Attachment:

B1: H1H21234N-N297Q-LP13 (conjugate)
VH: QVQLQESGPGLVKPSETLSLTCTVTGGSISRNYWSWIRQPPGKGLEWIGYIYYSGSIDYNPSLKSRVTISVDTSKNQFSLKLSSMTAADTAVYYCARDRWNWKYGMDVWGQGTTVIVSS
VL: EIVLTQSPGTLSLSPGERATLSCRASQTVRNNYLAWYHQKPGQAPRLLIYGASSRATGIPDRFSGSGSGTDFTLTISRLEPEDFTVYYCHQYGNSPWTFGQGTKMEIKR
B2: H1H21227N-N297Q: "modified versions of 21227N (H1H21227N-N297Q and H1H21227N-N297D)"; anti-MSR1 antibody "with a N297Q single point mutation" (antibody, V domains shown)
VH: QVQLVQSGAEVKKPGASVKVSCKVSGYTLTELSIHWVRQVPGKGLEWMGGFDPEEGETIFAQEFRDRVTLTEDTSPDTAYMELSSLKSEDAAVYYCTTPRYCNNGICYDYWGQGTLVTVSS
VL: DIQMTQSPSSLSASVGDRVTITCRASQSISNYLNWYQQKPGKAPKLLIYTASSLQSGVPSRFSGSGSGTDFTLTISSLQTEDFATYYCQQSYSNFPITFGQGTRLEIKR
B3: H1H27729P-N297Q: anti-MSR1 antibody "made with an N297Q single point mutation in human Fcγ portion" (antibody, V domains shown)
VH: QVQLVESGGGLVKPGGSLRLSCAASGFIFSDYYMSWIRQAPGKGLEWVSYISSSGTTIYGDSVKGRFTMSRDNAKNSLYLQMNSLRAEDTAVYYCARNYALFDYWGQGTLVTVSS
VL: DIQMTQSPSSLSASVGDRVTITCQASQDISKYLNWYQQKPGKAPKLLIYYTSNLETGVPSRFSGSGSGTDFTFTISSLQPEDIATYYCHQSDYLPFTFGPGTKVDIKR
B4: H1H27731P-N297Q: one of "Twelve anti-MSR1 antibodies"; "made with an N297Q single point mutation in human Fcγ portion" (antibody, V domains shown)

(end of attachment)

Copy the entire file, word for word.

B1: H1H21234N-N297Q-LP13 (conjugate)
VH: QVQLQESGPGLVKPSETLSLTCTVTGGSISRNYWSWIRQPPGKGLEWIGYIYYSGSIDYNPSLKSRVTISVDTSKNQFSLKLSSMTAADTAVYYCARDRWNWKYGMDVWGQGTTVIVSS
VL: EIVLTQSPGTLSLSPGERATLSCRASQTVRNNYLAWYHQKPGQAPRLLIYGASSRATGIPDRFSGSGSGTDFTLTISRLEPEDFTVYYCHQYGNSPWTFGQGTKMEIKR
B2: H1H21227N-N297Q: "modified versions of 21227N (H1H21227N-N297Q and H1H21227N-N297D)"; anti-MSR1 antibody "with a N297Q single point mutation" (antibody, V domains shown)
VH: QVQLVQSGAEVKKPGASVKVSCKVSGYTLTELSIHWVRQVPGKGLEWMGGFDPEEGETIFAQEFRDRVTLTEDTSPDTAYMELSSLKSEDAAVYYCTTPRYCNNGICYDYWGQGTLVTVSS
VL: DIQMTQSPSSLSASVGDRVTITCRASQSISNYLNWYQQKPGKAPKLLIYTASSLQSGVPSRFSGSGSGTDFTLTISSLQTEDFATYYCQQSYSNFPITFGQGTRLEIKR
B3: H1H27729P-N297Q: anti-MSR1 antibody "made with an N297Q single point mutation in human Fcγ portion" (antibody, V domains shown)
VH: QVQLVESGGGLVKPGGSLRLSCAASGFIFSDYYMSWIRQAPGKGLEWVSYISSSGTTIYGDSVKGRFTMSRDNAKNSLYLQMNSLRAEDTAVYYCARNYALFDYWGQGTLVTVSS
VL: DIQMTQSPSSLSASVGDRVTITCQASQDISKYLNWYQQKPGKAPKLLIYYTSNLETGVPSRFSGSGSGTDFTFTISSLQPEDIATYYCHQSDYLPFTFGPGTKVDIKR
B4: H1H27731P-N297Q: one of "Twelve anti-MSR1 antibodies"; "made with an N297Q single point mutation in human Fcγ portion" (antibody, V domains shown)